X is for Xerox: duplicate that which is admirable

IMG_0002This series is an alphabetical exploration of 26 options for living well, despite everything. It answers the question–How can we live well, despite problems?  Xerox the good; copy that which is admirable.  “Imitation is the sincerest form of flattery.” That’s such an old saying, no one knows who said it first. “Imitation is not just the sincerest form of flattery — it’s the sincerest form of learning.” George Bernard Shaw said that. Because we’re social creatures, we don’t become ourselves entirely by ourselves. We pattern ourselves after other people’s teachings. We learn the basic of everything we know and do–

  • speaking a language;
  • skipping rope;
  • solving a multiplication problem;
  • dribbling a basketball;
  • which necklace or tie to wear with which outfit for which occasion;
  • when to do the dishes;
  • how to talk trash and how to pronounce blessings;

–we learn everything through imitation. It is only after we master a subject that we become free to intelligently add our own flourishes, our personal style. Essentially, we a very much like the people who surround us. Whether we do so consciously or unconsciously, we choose the people who surround us, those whom we will inevitably imitate. We hang out with the people we like (because we either are, or aspire to be, like them). I am my own programmer. If I hang out with low-minded, mean-spirited, hate-filled, dishonest, cynical, fatalistic, greedy people, or if I read their books, listen to their broadcasts and watch their movies, then the accumulated output of my actions will be rubbish.  (GIGO–garbage-in-garbage-out, explains that we do what we’re programmed to do).  I want to live my life consciously. I will choose decent people to imitate. I want to spend my time with those who possess humility, patience and compassion, perform good deeds, do excellent work, and treat others with kindness and generosity. The Xerox factor means that when I act like my generous role models, I become benevolent. When I behave like the heroes I admire, I become lionhearted. If I spend my life studying the behavior of noble people and if emulate their deeds, I will have lived a life worthy of praise.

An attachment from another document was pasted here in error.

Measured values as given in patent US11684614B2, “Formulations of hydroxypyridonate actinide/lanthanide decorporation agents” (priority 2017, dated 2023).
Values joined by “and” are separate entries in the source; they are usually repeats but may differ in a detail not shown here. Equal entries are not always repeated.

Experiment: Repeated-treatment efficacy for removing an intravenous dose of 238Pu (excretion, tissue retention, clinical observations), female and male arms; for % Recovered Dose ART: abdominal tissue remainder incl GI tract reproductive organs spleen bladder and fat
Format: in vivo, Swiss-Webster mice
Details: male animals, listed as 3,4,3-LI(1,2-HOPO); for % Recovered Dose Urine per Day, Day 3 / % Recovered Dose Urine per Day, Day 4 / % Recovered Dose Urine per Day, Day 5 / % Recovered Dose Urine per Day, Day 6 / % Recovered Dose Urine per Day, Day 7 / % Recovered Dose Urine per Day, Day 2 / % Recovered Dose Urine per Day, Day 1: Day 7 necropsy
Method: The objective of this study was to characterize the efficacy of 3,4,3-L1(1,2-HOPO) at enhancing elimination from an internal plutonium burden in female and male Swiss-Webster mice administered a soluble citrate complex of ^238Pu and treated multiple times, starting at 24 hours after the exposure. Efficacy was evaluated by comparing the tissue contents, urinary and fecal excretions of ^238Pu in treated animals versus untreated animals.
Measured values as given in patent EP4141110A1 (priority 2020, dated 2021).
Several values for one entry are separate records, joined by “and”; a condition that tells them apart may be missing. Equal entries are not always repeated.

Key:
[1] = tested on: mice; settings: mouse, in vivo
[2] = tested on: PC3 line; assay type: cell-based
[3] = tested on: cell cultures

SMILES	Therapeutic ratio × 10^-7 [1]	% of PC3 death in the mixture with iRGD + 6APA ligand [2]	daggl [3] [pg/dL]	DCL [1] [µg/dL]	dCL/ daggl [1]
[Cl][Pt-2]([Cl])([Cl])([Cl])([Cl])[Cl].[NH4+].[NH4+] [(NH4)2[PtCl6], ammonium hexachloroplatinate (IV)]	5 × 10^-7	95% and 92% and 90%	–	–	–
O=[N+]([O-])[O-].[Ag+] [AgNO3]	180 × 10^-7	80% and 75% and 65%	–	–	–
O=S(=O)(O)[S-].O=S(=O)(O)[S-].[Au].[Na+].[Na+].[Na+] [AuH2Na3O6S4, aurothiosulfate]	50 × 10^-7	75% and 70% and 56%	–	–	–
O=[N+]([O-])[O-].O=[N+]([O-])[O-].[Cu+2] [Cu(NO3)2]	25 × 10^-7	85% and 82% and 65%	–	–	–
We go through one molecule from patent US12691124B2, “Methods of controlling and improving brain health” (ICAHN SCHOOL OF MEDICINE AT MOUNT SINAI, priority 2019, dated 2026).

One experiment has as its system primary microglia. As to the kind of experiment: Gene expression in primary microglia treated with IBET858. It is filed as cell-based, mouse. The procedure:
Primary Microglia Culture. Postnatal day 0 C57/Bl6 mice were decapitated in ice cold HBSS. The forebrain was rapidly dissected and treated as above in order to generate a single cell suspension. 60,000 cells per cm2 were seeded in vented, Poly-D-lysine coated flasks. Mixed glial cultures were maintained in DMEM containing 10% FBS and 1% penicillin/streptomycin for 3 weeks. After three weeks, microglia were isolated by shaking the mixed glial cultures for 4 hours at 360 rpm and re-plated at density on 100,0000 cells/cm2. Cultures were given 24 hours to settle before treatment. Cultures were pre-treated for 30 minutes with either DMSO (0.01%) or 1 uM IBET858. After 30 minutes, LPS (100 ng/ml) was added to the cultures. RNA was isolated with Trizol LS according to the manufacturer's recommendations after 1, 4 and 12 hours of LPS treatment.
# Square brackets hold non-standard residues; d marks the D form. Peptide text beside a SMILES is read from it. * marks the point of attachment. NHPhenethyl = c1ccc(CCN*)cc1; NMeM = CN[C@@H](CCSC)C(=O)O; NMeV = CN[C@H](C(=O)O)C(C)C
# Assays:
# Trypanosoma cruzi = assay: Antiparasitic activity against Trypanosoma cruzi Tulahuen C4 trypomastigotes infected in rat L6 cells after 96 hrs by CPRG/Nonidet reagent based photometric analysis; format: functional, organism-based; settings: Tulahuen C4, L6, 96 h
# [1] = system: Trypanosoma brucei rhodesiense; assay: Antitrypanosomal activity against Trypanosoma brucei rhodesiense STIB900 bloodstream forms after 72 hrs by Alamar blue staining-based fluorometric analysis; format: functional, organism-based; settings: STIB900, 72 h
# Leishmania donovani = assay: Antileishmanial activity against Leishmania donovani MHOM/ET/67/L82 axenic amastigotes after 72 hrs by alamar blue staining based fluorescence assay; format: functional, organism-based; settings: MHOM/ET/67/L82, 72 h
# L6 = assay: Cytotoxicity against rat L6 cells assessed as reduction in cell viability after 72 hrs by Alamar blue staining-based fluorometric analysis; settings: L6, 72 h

Whom do you aspire to imitate? 

14 thoughts on “X is for Xerox: duplicate that which is admirable”

  1. I can’t believe that you’ve made your way all to “X” Tracy! This series has been so much fun to follow. I couldn’t agree more with your observation that we inevitably imitate people who surround us. I feel that as I’ve grown a little older, I’ve made a more conscious choice to surround myself with people that I appreciate and enjoy being around. When making new friendships, I’m much more selective about who I want to spend my time with.

    1. One of the blessings of getting older, I think, is that we (hopefully) develop a deeper awareness of how much choice we really have.
      I can’t believe I’ve made to to “X” already, either. It’s been quite a journey.

      1. I’m sad to think of it winding down to a close. Maybe you can start a new series beginning with number one! I do like your thought about aspiring to be like certain people.

    1. I’m feeling rather elated about it Julian. When I was younger I had a hard time finishing large/long projects. These days it’s much easier. I think having the perspective of age helps. Thanks for stopping by!

  2. Shaw–or whoever said it–was right on target, Tracy.
    You’ve done a terrific job with your alphabet. I look forward to Y and Z, and I’m excited to see what’s next. You definitely make a positive influence through your words.

  3. Good points Tracy, we don’t always like to think that we aren’t totally unique, when in fact we’re a mish-mash of the good and bad parts we’ve picked up from others with our own unique spin added.

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